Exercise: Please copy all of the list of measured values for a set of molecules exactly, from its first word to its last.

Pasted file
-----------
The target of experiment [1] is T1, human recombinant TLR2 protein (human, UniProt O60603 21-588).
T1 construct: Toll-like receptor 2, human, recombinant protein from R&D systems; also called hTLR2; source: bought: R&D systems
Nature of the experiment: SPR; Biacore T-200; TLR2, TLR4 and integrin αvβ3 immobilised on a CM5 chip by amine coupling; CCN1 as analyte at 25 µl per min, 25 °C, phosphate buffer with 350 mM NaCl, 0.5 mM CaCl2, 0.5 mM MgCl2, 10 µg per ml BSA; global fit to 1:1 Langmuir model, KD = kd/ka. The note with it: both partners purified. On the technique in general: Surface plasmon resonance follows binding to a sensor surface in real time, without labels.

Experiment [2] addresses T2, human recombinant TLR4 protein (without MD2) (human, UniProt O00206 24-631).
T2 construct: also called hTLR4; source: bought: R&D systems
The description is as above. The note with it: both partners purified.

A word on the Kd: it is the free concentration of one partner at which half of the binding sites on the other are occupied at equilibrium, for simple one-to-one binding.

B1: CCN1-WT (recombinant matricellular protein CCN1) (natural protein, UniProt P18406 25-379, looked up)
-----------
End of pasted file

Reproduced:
The target of experiment [1] is T1, human recombinant TLR2 protein (human, UniProt O60603 21-588).
T1 construct: Toll-like receptor 2, human, recombinant protein from R&D systems; also called hTLR2; source: bought: R&D systems
Nature of the experiment: SPR; Biacore T-200; TLR2, TLR4 and integrin αvβ3 immobilised on a CM5 chip by amine coupling; CCN1 as analyte at 25 µl per min, 25 °C, phosphate buffer with 350 mM NaCl, 0.5 mM CaCl2, 0.5 mM MgCl2, 10 µg per ml BSA; global fit to 1:1 Langmuir model, KD = kd/ka. The note with it: both partners purified. On the technique in general: Surface plasmon resonance follows binding to a sensor surface in real time, without labels.

Experiment [2] addresses T2, human recombinant TLR4 protein (without MD2) (human, UniProt O00206 24-631).
T2 construct: also called hTLR4; source: bought: R&D systems
The description is as above. The note with it: both partners purified.

A word on the Kd: it is the free concentration of one partner at which half of the binding sites on the other are occupied at equilibrium, for simple one-to-one binding.

B1: CCN1-WT (recombinant matricellular protein CCN1) (natural protein, UniProt P18406 25-379, looked up)